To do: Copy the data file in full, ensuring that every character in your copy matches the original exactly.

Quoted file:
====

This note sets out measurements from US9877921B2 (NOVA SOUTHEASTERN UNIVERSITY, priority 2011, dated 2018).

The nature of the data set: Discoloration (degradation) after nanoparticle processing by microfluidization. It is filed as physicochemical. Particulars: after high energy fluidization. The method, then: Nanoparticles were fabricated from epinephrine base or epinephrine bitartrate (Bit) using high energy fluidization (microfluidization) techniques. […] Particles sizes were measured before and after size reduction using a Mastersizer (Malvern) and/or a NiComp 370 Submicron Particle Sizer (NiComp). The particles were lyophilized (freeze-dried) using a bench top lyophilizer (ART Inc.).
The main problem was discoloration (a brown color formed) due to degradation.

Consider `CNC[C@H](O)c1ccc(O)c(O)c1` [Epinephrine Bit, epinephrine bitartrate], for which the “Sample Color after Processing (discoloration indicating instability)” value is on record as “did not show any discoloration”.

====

This note sets out measurements from US9877921B2 (NOVA SOUTHEASTERN UNIVERSITY, priority 2011, dated 2018).

The nature of the data set: Discoloration (degradation) after nanoparticle processing by microfluidization. It is filed as physicochemical. Particulars: after high energy fluidization. The method, then: Nanoparticles were fabricated from epinephrine base or epinephrine bitartrate (Bit) using high energy fluidization (microfluidization) techniques. […] Particles sizes were measured before and after size reduction using a Mastersizer (Malvern) and/or a NiComp 370 Submicron Particle Sizer (NiComp). The particles were lyophilized (freeze-dried) using a bench top lyophilizer (ART Inc.).
The main problem was discoloration (a brown color formed) due to degradation.

Consider `CNC[C@H](O)c1ccc(O)c(O)c1` [Epinephrine Bit, epinephrine bitartrate], for which the “Sample Color after Processing (discoloration indicating instability)” value is on record as “did not show any discoloration”.